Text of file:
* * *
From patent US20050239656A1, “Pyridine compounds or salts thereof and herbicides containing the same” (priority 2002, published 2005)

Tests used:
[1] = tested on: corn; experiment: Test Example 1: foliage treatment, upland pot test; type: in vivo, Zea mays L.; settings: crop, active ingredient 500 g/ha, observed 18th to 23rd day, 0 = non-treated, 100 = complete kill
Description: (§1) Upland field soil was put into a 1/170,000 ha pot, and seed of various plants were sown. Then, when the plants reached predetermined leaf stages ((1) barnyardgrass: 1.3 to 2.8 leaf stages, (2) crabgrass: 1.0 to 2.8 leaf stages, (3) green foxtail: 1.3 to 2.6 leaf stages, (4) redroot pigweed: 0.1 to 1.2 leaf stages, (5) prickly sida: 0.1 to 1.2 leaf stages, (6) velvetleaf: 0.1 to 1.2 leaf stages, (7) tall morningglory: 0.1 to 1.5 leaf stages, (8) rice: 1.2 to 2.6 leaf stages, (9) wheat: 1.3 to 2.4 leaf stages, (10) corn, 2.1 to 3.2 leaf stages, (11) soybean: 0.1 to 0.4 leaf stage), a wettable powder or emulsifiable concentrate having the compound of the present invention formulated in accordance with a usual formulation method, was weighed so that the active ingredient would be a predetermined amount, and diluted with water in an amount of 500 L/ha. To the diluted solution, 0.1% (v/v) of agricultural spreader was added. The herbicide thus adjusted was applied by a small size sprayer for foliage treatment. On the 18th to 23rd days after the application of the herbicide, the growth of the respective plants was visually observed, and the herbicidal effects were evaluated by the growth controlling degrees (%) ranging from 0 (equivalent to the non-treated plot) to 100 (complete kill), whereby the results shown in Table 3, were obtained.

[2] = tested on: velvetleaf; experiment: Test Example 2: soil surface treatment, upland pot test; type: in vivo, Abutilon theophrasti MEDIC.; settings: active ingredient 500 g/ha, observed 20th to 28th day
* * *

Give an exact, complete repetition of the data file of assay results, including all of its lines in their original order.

From patent US20050239656A1, “Pyridine compounds or salts thereof and herbicides containing the same” (priority 2002, published 2005)

Tests used:
[1] = tested on: corn; experiment: Test Example 1: foliage treatment, upland pot test; type: in vivo, Zea mays L.; settings: crop, active ingredient 500 g/ha, observed 18th to 23rd day, 0 = non-treated, 100 = complete kill
Description: (§1) Upland field soil was put into a 1/170,000 ha pot, and seed of various plants were sown. Then, when the plants reached predetermined leaf stages ((1) barnyardgrass: 1.3 to 2.8 leaf stages, (2) crabgrass: 1.0 to 2.8 leaf stages, (3) green foxtail: 1.3 to 2.6 leaf stages, (4) redroot pigweed: 0.1 to 1.2 leaf stages, (5) prickly sida: 0.1 to 1.2 leaf stages, (6) velvetleaf: 0.1 to 1.2 leaf stages, (7) tall morningglory: 0.1 to 1.5 leaf stages, (8) rice: 1.2 to 2.6 leaf stages, (9) wheat: 1.3 to 2.4 leaf stages, (10) corn, 2.1 to 3.2 leaf stages, (11) soybean: 0.1 to 0.4 leaf stage), a wettable powder or emulsifiable concentrate having the compound of the present invention formulated in accordance with a usual formulation method, was weighed so that the active ingredient would be a predetermined amount, and diluted with water in an amount of 500 L/ha. To the diluted solution, 0.1% (v/v) of agricultural spreader was added. The herbicide thus adjusted was applied by a small size sprayer for foliage treatment. On the 18th to 23rd days after the application of the herbicide, the growth of the respective plants was visually observed, and the herbicidal effects were evaluated by the growth controlling degrees (%) ranging from 0 (equivalent to the non-treated plot) to 100 (complete kill), whereby the results shown in Table 3, were obtained.

[2] = tested on: velvetleaf; experiment: Test Example 2: soil surface treatment, upland pot test; type: in vivo, Abutilon theophrasti MEDIC.; settings: active ingredient 500 g/ha, observed 20th to 28th day